Another unintended consequence is that young kids can’t go into the bathroom with their parent of the opposite sex. I would say an unsupervised child in the bathroom is of more risk to harm than a child with that parent. Since children lack secondary sex characteristics, with a transgender child you would likely not be able tell that they are transgender unless you look right at their genitals.

These “bathroom bills” assume that sex is binary, and it is not. Intersex people exist but are not acknowledged in the vast majority of these bills. If you say they should go into the bathroom that matches their ID, I would tell you that in a lot of states, that can very easily be changed and that I personally accidentally got it changed, because the DMV person read me, at four months on hormone replacement therapy, as male. Some do not have all their documents changed, which means some have both identification with “female” listed and some as “male.”

The whole argument in favor of “bathroom bills” draws on fear. Please look past emotions, especially fear, and a very limited amount of cases that are used to support these bills in favor of logic, humanism and compassion.

 

Sara Jade Woodhouse

It was the summer of 2005, while working at Salt Lake Community College.  I had transitioned months earlier in the fall of 2004. 

At the time I was recently separated, 6 months on hormone treatments and literally alone. I had shown up early to teach my Film Class, as I always did, and was casually conversing with my students.  I have always had an easy rapport with students.  It just kind of comes naturally I suppose.  While I was preparing everyone for class to start, a person showed up at the door to my classroom.  He asked if he could speak with me and, as I walked toward him, I said sure.  When I got closer to him, he identified himself as a policeman and asked if I could follow him.  Not sure what could possibly be going on, and fearing that it might be news of a family member, I agreed to follow him to the office that the police department had on campus.

When we got into the office and I was sitting down, the officer said “I’m sure you know why you’re in here.” I replied, “No.  I don’t.”  He proceeded to tell me that there had been complaints from students and staff in the building that there was a man using the women’s bathroom and trying to get a peek at the women that were using it.  He said that I fit their description.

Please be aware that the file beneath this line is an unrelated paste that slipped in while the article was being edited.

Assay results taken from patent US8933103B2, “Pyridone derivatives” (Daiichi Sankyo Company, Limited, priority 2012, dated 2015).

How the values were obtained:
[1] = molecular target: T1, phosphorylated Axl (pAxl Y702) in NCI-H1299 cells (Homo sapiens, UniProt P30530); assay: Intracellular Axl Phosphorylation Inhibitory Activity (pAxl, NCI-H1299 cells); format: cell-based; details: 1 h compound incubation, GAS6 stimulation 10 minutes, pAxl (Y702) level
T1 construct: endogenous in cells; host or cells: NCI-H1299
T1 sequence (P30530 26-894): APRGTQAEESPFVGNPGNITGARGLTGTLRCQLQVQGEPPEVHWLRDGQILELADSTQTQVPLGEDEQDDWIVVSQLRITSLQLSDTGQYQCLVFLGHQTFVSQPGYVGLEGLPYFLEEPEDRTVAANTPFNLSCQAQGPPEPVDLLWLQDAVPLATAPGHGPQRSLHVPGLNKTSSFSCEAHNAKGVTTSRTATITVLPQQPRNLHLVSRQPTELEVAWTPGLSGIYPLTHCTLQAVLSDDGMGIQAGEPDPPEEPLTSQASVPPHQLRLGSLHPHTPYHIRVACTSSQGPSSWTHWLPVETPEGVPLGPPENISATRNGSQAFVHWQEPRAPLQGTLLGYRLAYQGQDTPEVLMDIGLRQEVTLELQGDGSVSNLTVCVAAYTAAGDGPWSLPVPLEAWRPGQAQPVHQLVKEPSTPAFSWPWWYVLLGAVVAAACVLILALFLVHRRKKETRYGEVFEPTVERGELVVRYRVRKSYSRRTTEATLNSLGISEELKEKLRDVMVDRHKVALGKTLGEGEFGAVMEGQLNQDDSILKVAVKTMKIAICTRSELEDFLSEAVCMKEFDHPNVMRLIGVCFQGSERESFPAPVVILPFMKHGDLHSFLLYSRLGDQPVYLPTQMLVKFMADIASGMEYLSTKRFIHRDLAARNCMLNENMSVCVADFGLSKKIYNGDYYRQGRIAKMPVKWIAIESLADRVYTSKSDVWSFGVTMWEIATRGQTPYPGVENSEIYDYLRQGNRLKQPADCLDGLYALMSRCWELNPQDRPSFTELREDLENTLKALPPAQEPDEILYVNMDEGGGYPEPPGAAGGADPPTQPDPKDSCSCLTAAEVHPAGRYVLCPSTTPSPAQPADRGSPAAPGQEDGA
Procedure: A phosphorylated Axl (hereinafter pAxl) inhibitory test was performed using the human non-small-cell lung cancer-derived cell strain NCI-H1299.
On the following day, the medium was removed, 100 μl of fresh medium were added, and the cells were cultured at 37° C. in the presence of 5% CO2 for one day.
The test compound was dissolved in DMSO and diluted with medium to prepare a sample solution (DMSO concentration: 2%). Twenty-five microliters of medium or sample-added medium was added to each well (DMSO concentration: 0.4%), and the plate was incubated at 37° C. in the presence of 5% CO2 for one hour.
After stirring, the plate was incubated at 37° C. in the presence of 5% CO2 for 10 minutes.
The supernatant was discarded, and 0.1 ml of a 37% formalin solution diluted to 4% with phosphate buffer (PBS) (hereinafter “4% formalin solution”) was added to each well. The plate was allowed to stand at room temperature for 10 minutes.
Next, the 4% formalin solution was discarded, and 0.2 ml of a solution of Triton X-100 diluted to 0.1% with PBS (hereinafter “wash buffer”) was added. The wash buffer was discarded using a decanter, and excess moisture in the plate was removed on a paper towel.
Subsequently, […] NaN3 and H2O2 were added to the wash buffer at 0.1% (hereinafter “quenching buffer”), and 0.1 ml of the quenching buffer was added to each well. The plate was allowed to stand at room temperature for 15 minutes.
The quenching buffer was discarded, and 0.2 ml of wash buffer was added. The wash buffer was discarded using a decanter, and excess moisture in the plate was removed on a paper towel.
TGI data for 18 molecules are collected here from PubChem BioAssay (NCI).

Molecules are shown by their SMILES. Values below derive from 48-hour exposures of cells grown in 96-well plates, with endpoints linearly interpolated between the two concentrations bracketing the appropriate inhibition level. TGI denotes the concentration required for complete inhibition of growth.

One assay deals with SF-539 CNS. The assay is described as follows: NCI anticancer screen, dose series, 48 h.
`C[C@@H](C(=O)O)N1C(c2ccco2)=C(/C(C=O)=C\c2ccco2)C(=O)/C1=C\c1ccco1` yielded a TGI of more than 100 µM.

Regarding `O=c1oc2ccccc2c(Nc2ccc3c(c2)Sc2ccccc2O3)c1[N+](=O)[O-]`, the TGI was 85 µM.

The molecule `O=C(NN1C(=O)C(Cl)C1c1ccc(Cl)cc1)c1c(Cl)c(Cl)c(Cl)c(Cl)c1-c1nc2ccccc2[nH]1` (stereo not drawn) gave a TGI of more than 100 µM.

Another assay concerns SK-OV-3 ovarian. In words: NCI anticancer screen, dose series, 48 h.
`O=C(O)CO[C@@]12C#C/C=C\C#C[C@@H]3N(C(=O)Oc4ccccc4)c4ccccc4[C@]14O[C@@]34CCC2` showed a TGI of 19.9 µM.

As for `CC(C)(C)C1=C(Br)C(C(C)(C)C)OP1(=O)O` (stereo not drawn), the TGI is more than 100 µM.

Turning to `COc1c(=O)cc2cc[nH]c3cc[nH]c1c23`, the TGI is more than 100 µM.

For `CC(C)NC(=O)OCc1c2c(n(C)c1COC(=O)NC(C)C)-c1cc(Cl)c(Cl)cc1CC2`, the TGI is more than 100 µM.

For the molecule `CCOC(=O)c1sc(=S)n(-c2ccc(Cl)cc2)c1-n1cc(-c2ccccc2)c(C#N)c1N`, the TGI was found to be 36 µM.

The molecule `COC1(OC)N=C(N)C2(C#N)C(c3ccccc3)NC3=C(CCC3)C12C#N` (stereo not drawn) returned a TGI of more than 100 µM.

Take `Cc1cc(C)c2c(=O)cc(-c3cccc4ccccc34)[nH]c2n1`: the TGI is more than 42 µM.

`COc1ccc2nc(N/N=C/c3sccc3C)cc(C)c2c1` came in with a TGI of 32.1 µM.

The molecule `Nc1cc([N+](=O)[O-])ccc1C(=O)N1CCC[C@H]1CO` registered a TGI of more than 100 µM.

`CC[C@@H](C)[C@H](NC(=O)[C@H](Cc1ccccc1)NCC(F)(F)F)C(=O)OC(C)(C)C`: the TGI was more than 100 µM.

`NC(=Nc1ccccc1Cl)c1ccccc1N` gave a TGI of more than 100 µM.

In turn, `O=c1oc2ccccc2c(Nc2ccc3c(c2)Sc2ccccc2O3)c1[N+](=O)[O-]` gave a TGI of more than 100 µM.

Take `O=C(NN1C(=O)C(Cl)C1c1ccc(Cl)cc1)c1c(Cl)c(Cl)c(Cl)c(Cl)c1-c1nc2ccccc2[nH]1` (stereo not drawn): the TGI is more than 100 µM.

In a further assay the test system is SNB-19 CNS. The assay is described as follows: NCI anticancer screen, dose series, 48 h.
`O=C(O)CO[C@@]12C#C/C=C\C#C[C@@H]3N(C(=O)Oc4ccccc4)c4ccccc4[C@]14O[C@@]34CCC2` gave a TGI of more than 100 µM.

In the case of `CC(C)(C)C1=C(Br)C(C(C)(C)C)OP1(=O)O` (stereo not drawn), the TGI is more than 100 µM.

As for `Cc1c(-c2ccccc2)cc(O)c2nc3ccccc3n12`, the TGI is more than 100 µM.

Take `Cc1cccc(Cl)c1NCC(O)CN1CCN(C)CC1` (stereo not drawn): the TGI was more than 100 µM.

I didn’t know what to say.  Stunned, I sat in silence as he asked me why I would want to “do” what I was “doing”.  Confused, I asked what he meant.  He said “Why would you want to pretend to be a woman?”.  I told him that I wasn’t pretending.  I told him that I was a woman, that I had been born into the wrong body and that I was just trying to live my life.  I told him that if I had wanted to get a “peek” at someone naked in the bathroom, I could have had done that while I was married.  I told him that all I wanted to do when I was in the bathroom was use the bathroom and get out.

After listening to all his questions and judgements about me, I finally said “Maybe I should get a lawyer.”  He said he didn’t think that any charges were going to be brought against me but that I should probably use the unisex bathroom across campus from now on.  With that I was dismissed to go back to my classroom and teach.

This incident left me terrified and depressed. That night I lay awake in bed and cried.  I was alone.  There was no one that I could reach out to.  What was I going to do?  For the next few months I used the bathroom across campus.  I didn’t dare do anything else.  One night, while I was teaching at another campus (one without a unisex bathroom), I had reached my limit.  I needed to go to the bathroom and was damned if I was going to walk home to pee and then back to the school and hope not to be late to my class.  I walked into the women’s bathroom.  No one batted an eye.  And when I walked out there were no officers there to take me away.

I decided then and there that I had every right to use the bathroom like any other woman.  I thought about the early years of the previous century and how African Americans had been forced to use separate bathrooms.  How they had been made to feel inferior and how they had been discriminated.  I leaned on their inspiration and found a new strength.  I would never again walk across campus, wait until I got home or live in fear of using the bathroom.